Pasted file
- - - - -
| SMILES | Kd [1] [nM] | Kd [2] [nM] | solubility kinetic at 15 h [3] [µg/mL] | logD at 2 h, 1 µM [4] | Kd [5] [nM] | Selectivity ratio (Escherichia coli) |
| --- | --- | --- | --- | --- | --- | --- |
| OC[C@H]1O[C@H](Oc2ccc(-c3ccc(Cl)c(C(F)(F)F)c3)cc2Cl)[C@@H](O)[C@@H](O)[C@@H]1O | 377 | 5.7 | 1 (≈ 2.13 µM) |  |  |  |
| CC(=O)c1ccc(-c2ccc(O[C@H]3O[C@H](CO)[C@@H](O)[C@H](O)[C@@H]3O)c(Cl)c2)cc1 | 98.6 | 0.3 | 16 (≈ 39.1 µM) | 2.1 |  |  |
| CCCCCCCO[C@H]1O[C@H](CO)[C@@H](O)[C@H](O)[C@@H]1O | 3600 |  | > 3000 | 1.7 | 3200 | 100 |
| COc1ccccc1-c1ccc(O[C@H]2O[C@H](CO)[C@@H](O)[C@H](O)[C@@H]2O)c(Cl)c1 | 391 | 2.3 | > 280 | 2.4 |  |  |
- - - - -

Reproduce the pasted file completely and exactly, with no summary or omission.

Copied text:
| SMILES | Kd [1] [nM] | Kd [2] [nM] | solubility kinetic at 15 h [3] [µg/mL] | logD at 2 h, 1 µM [4] | Kd [5] [nM] | Selectivity ratio (Escherichia coli) |
| --- | --- | --- | --- | --- | --- | --- |
| OC[C@H]1O[C@H](Oc2ccc(-c3ccc(Cl)c(C(F)(F)F)c3)cc2Cl)[C@@H](O)[C@@H](O)[C@@H]1O | 377 | 5.7 | 1 (≈ 2.13 µM) |  |  |  |
| CC(=O)c1ccc(-c2ccc(O[C@H]3O[C@H](CO)[C@@H](O)[C@H](O)[C@@H]3O)c(Cl)c2)cc1 | 98.6 | 0.3 | 16 (≈ 39.1 µM) | 2.1 |  |  |
| CCCCCCCO[C@H]1O[C@H](CO)[C@@H](O)[C@H](O)[C@@H]1O | 3600 |  | > 3000 | 1.7 | 3200 | 100 |
| COc1ccccc1-c1ccc(O[C@H]2O[C@H](CO)[C@@H](O)[C@H](O)[C@@H]2O)c(Cl)c1 | 391 | 2.3 | > 280 | 2.4 |  |  |